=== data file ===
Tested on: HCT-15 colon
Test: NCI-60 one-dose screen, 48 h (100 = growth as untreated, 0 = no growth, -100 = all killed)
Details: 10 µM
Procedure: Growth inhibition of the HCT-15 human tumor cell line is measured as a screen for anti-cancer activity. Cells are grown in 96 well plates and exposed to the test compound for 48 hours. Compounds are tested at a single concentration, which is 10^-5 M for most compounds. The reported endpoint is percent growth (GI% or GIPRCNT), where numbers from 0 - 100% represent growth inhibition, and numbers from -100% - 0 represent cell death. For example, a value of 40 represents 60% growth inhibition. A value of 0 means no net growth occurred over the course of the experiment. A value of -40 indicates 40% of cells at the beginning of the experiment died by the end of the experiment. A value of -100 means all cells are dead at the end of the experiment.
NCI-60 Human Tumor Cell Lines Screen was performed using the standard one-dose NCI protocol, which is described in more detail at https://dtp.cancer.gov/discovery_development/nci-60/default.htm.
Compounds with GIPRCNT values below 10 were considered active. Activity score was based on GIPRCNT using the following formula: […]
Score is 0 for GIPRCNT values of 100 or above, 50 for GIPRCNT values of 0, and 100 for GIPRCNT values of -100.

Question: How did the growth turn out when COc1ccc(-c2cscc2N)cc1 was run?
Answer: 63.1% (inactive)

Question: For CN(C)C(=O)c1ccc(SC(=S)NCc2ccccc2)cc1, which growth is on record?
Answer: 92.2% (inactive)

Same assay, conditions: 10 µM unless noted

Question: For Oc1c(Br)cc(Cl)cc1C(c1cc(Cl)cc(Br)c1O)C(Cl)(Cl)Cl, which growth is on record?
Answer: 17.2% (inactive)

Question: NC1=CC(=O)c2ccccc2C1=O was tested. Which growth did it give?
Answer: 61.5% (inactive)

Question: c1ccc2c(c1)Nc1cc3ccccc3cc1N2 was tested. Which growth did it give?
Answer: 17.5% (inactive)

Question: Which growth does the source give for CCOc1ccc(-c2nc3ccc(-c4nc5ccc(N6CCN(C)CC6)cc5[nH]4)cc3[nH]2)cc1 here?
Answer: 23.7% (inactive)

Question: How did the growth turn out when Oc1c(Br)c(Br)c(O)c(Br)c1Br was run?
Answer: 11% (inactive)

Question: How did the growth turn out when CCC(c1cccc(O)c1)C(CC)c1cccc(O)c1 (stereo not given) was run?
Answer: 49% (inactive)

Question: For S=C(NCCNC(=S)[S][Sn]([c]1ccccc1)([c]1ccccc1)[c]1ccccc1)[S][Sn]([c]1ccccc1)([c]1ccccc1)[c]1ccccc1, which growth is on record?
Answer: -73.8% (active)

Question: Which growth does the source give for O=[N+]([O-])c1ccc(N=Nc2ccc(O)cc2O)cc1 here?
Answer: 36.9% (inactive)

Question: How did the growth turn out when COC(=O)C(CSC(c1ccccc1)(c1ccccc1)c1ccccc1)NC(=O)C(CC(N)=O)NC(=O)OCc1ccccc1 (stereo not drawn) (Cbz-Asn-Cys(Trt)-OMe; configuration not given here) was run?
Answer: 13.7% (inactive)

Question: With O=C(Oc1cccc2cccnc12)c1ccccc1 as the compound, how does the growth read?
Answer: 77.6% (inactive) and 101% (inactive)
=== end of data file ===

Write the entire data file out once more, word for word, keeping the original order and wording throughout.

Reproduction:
Tested on: HCT-15 colon
Test: NCI-60 one-dose screen, 48 h (100 = growth as untreated, 0 = no growth, -100 = all killed)
Details: 10 µM
Procedure: Growth inhibition of the HCT-15 human tumor cell line is measured as a screen for anti-cancer activity. Cells are grown in 96 well plates and exposed to the test compound for 48 hours. Compounds are tested at a single concentration, which is 10^-5 M for most compounds. The reported endpoint is percent growth (GI% or GIPRCNT), where numbers from 0 - 100% represent growth inhibition, and numbers from -100% - 0 represent cell death. For example, a value of 40 represents 60% growth inhibition. A value of 0 means no net growth occurred over the course of the experiment. A value of -40 indicates 40% of cells at the beginning of the experiment died by the end of the experiment. A value of -100 means all cells are dead at the end of the experiment.
NCI-60 Human Tumor Cell Lines Screen was performed using the standard one-dose NCI protocol, which is described in more detail at https://dtp.cancer.gov/discovery_development/nci-60/default.htm.
Compounds with GIPRCNT values below 10 were considered active. Activity score was based on GIPRCNT using the following formula: […]
Score is 0 for GIPRCNT values of 100 or above, 50 for GIPRCNT values of 0, and 100 for GIPRCNT values of -100.

Question: How did the growth turn out when COc1ccc(-c2cscc2N)cc1 was run?
Answer: 63.1% (inactive)

Question: For CN(C)C(=O)c1ccc(SC(=S)NCc2ccccc2)cc1, which growth is on record?
Answer: 92.2% (inactive)

Same assay, conditions: 10 µM unless noted

Question: For Oc1c(Br)cc(Cl)cc1C(c1cc(Cl)cc(Br)c1O)C(Cl)(Cl)Cl, which growth is on record?
Answer: 17.2% (inactive)

Question: NC1=CC(=O)c2ccccc2C1=O was tested. Which growth did it give?
Answer: 61.5% (inactive)

Question: c1ccc2c(c1)Nc1cc3ccccc3cc1N2 was tested. Which growth did it give?
Answer: 17.5% (inactive)

Question: Which growth does the source give for CCOc1ccc(-c2nc3ccc(-c4nc5ccc(N6CCN(C)CC6)cc5[nH]4)cc3[nH]2)cc1 here?
Answer: 23.7% (inactive)

Question: How did the growth turn out when Oc1c(Br)c(Br)c(O)c(Br)c1Br was run?
Answer: 11% (inactive)

Question: How did the growth turn out when CCC(c1cccc(O)c1)C(CC)c1cccc(O)c1 (stereo not given) was run?
Answer: 49% (inactive)

Question: For S=C(NCCNC(=S)[S][Sn]([c]1ccccc1)([c]1ccccc1)[c]1ccccc1)[S][Sn]([c]1ccccc1)([c]1ccccc1)[c]1ccccc1, which growth is on record?
Answer: -73.8% (active)

Question: Which growth does the source give for O=[N+]([O-])c1ccc(N=Nc2ccc(O)cc2O)cc1 here?
Answer: 36.9% (inactive)

Question: How did the growth turn out when COC(=O)C(CSC(c1ccccc1)(c1ccccc1)c1ccccc1)NC(=O)C(CC(N)=O)NC(=O)OCc1ccccc1 (stereo not drawn) (Cbz-Asn-Cys(Trt)-OMe; configuration not given here) was run?
Answer: 13.7% (inactive)

Question: With O=C(Oc1cccc2cccnc12)c1ccccc1 as the compound, how does the growth read?
Answer: 77.6% (inactive) and 101% (inactive)